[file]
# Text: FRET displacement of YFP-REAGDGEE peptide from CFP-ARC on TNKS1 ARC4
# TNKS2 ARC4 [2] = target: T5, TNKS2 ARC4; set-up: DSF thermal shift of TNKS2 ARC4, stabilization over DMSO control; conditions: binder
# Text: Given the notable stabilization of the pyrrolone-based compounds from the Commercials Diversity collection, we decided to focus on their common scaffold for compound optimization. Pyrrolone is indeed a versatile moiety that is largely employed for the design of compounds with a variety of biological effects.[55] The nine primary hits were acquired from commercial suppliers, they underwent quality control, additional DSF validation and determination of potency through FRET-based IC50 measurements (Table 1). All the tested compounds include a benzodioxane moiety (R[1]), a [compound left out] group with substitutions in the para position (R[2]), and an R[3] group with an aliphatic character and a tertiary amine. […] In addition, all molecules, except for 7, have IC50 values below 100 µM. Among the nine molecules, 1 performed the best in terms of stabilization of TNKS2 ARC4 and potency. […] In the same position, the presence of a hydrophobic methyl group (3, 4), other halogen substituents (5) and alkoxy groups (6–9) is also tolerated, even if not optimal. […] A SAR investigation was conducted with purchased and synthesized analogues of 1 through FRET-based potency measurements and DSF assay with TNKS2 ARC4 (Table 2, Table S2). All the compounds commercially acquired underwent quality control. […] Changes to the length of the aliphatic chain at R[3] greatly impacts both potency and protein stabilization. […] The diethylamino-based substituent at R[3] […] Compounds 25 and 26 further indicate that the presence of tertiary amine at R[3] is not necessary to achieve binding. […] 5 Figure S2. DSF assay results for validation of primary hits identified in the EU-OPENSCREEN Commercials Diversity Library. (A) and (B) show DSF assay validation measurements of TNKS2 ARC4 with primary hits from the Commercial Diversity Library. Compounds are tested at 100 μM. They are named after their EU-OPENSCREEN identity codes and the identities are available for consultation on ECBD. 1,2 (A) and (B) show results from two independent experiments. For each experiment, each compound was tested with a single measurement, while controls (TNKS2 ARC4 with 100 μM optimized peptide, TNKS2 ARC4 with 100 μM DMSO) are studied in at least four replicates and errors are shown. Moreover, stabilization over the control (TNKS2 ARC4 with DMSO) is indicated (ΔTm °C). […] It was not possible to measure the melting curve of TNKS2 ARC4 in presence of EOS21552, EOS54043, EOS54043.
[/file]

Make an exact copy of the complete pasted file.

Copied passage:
# Text: FRET displacement of YFP-REAGDGEE peptide from CFP-ARC on TNKS1 ARC4
# TNKS2 ARC4 [2] = target: T5, TNKS2 ARC4; set-up: DSF thermal shift of TNKS2 ARC4, stabilization over DMSO control; conditions: binder
# Text: Given the notable stabilization of the pyrrolone-based compounds from the Commercials Diversity collection, we decided to focus on their common scaffold for compound optimization. Pyrrolone is indeed a versatile moiety that is largely employed for the design of compounds with a variety of biological effects.[55] The nine primary hits were acquired from commercial suppliers, they underwent quality control, additional DSF validation and determination of potency through FRET-based IC50 measurements (Table 1). All the tested compounds include a benzodioxane moiety (R[1]), a [compound left out] group with substitutions in the para position (R[2]), and an R[3] group with an aliphatic character and a tertiary amine. […] In addition, all molecules, except for 7, have IC50 values below 100 µM. Among the nine molecules, 1 performed the best in terms of stabilization of TNKS2 ARC4 and potency. […] In the same position, the presence of a hydrophobic methyl group (3, 4), other halogen substituents (5) and alkoxy groups (6–9) is also tolerated, even if not optimal. […] A SAR investigation was conducted with purchased and synthesized analogues of 1 through FRET-based potency measurements and DSF assay with TNKS2 ARC4 (Table 2, Table S2). All the compounds commercially acquired underwent quality control. […] Changes to the length of the aliphatic chain at R[3] greatly impacts both potency and protein stabilization. […] The diethylamino-based substituent at R[3] […] Compounds 25 and 26 further indicate that the presence of tertiary amine at R[3] is not necessary to achieve binding. […] 5 Figure S2. DSF assay results for validation of primary hits identified in the EU-OPENSCREEN Commercials Diversity Library. (A) and (B) show DSF assay validation measurements of TNKS2 ARC4 with primary hits from the Commercial Diversity Library. Compounds are tested at 100 μM. They are named after their EU-OPENSCREEN identity codes and the identities are available for consultation on ECBD. 1,2 (A) and (B) show results from two independent experiments. For each experiment, each compound was tested with a single measurement, while controls (TNKS2 ARC4 with 100 μM optimized peptide, TNKS2 ARC4 with 100 μM DMSO) are studied in at least four replicates and errors are shown. Moreover, stabilization over the control (TNKS2 ARC4 with DMSO) is indicated (ΔTm °C). […] It was not possible to measure the melting curve of TNKS2 ARC4 in presence of EOS21552, EOS54043, EOS54043.